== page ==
Official name: The People’s Democratic Republic of Algeria (al-Jumhuriya al-Jazairiya al-Dimuqratiya al-Shabiya)
The name ‘al-Jazair’ (the islands), which has long been used to denote the capital, Algiers, is derived from the rocks in the sea nearby.
Algeria, a large country rich in natural resources, can be considered the quiet giant of North Africa. Although part of the Arab world, a sizable minority of the population identifies itself as Berbers, and there is still a considerable French cultural influence. Throughout history, Algeria has experienced major social, economic and political shocks. Half a century ago, independence from France was gained only after an atrocious war against the colonial power. After a promising start as a major oil producer during the oil boom, a fundamental political and economic crisis in the 1980s culminated in a decade of civil war between Islamist groups and the armed forces.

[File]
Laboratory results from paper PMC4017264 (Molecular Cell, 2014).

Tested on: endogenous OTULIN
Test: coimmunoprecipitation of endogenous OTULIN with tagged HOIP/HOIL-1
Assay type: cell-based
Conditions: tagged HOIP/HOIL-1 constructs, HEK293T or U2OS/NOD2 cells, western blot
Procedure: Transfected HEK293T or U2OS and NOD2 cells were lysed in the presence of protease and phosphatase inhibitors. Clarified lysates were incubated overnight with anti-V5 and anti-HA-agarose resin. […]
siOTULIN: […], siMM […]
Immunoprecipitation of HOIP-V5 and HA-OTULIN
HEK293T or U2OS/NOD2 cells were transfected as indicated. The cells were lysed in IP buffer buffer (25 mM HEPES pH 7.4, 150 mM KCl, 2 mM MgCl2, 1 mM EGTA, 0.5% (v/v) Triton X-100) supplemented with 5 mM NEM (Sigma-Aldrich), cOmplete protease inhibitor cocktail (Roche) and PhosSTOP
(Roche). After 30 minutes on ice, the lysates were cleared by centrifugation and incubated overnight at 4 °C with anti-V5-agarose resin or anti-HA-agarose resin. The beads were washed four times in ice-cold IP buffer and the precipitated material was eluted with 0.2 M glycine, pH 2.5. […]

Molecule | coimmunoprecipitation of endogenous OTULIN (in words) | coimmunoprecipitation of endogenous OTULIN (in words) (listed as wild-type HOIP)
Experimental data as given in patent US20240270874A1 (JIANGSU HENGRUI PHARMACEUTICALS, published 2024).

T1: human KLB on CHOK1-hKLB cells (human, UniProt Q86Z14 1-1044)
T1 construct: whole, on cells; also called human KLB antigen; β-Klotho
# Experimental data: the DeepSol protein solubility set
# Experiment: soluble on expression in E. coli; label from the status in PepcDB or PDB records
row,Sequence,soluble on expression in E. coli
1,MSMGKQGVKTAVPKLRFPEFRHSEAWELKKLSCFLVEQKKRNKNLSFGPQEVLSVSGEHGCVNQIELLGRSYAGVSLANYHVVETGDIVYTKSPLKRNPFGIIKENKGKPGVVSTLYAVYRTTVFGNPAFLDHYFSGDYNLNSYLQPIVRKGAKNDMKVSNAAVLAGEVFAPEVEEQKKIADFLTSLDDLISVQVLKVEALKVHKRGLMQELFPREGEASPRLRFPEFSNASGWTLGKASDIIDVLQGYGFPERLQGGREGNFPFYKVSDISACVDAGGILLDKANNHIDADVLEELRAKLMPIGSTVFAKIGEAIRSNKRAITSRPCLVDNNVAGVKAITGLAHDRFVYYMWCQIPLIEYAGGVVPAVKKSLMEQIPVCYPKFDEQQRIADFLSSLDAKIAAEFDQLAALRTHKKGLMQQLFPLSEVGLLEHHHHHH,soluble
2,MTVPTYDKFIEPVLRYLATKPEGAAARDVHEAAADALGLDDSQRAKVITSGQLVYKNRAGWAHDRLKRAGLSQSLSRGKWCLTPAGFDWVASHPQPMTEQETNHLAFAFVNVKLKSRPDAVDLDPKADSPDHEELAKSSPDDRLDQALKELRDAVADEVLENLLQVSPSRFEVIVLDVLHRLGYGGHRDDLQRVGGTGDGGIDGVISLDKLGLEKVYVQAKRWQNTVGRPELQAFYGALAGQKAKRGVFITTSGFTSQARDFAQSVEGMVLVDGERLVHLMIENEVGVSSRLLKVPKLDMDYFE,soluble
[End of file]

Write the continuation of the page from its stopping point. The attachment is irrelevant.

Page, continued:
At the turn of the millennium, decreasing violence and higher oil prices led to greater stability, especially compared to other countries in the Middle Eastern and North African region, but the structural tensions in politics and society have not been resolved. The military is still the major political power, and the country is still economically very dependent on revenue from international oil and gas sales. The Arab revolutions that emerged in neighbouring Tunisia, Libya, and elsewhere in the region beginning in 2011 appeared to have left Algeria unaffected. The impact of these events is as yet uncertain, and the regional upheavals in the Maghreb and Sahel, coupled with an imminent political-succession question, may have consequences in the years to come.